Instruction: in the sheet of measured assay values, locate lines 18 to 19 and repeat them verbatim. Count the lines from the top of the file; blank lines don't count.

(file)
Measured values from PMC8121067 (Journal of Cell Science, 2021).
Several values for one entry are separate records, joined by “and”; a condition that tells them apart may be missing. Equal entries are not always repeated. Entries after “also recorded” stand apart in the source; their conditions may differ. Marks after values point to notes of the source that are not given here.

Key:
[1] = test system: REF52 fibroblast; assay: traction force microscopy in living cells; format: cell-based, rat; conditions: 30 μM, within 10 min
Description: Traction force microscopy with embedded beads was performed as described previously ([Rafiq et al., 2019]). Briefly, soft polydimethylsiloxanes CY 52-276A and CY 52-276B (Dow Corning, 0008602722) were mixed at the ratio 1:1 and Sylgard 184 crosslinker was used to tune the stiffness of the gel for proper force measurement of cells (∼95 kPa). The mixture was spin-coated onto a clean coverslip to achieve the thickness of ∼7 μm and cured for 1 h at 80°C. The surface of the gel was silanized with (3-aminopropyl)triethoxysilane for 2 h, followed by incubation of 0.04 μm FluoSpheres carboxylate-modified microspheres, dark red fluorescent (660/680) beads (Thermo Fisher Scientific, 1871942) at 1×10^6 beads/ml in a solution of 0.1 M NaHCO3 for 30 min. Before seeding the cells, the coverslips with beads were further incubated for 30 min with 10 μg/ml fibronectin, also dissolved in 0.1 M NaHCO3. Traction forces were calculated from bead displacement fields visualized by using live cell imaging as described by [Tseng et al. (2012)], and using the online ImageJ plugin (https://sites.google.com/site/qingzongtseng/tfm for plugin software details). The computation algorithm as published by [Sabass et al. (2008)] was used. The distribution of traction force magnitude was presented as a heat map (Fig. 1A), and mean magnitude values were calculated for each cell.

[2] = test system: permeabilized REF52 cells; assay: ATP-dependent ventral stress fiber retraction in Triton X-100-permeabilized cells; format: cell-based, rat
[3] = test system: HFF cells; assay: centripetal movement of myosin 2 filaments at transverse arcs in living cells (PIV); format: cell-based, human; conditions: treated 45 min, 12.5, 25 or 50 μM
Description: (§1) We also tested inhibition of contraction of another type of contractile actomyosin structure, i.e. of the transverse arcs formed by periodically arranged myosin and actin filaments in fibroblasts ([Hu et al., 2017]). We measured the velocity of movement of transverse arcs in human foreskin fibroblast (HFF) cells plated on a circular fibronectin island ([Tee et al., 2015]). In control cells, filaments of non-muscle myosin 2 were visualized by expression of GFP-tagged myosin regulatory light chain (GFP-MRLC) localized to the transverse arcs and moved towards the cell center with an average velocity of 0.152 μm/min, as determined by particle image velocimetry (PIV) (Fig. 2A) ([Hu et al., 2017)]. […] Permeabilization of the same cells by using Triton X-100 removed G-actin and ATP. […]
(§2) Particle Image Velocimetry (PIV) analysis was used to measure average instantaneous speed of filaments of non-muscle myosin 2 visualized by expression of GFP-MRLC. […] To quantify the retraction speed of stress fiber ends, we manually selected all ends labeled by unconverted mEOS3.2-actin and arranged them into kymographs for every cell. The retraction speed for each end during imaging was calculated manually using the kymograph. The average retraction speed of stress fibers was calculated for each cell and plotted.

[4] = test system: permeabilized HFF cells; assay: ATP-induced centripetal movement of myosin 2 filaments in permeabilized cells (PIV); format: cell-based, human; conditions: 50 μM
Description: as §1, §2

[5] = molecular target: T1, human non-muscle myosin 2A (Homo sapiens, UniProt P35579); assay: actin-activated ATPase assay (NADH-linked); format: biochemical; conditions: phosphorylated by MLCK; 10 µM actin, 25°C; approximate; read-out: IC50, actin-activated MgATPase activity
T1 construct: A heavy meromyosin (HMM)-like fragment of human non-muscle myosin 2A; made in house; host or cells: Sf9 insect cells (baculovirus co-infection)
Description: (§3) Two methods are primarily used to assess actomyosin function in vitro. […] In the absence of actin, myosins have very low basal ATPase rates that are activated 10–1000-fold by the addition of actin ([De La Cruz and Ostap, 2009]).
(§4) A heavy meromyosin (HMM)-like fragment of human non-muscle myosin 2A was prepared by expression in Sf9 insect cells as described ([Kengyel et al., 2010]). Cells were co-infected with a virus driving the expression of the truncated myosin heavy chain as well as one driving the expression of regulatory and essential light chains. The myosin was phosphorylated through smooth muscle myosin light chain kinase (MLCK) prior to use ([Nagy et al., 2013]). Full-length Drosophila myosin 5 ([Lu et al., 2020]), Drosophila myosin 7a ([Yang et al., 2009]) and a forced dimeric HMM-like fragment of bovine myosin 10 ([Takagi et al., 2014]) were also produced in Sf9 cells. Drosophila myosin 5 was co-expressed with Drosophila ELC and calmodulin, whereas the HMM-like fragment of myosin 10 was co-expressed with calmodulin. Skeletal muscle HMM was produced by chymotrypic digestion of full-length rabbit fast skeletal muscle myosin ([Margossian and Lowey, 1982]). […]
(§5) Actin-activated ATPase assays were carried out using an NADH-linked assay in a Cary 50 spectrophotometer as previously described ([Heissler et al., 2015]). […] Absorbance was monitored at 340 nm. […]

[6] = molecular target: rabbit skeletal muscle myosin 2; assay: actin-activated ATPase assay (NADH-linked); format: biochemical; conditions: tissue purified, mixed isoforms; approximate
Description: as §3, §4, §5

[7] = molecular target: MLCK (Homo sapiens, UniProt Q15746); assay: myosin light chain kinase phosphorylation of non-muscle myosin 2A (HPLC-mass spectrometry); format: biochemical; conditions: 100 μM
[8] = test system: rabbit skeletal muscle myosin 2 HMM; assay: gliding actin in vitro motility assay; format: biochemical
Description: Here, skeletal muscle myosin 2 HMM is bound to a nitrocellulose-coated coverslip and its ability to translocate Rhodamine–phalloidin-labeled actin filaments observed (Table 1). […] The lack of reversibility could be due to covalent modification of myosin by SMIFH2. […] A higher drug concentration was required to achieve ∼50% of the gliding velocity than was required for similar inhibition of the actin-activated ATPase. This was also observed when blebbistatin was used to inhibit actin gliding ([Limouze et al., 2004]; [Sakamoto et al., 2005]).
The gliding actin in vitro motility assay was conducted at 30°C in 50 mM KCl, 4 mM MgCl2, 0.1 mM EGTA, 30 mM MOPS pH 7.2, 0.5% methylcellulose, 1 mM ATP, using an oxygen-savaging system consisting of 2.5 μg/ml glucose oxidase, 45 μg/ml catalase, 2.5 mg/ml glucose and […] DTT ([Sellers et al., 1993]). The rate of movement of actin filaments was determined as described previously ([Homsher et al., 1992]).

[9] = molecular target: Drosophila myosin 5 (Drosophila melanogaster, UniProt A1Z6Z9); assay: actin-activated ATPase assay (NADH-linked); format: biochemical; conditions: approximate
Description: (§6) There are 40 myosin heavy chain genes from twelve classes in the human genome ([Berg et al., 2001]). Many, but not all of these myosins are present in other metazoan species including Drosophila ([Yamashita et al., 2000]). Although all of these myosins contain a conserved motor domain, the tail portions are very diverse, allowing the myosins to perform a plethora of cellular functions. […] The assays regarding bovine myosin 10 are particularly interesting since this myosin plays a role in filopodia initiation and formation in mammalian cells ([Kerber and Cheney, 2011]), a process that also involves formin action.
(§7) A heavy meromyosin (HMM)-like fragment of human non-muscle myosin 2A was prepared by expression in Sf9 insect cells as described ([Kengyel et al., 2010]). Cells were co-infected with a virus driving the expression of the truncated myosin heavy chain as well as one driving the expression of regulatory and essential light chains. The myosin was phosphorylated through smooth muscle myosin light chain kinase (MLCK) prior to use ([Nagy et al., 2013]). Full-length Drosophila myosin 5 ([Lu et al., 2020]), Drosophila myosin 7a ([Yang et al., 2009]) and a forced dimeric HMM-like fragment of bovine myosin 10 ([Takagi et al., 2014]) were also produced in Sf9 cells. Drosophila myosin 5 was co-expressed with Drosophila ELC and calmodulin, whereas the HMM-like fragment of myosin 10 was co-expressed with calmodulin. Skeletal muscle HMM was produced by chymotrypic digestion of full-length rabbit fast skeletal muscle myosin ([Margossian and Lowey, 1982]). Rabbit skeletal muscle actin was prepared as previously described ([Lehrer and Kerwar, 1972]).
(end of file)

Description: as §3, §4, §5

[7] = molecular target: MLCK (Homo sapiens, UniProt Q15746); assay: myosin light chain kinase phosphorylation of non-muscle myosin 2A (HPLC-mass spectrometry); format: biochemical; conditions: 100 μM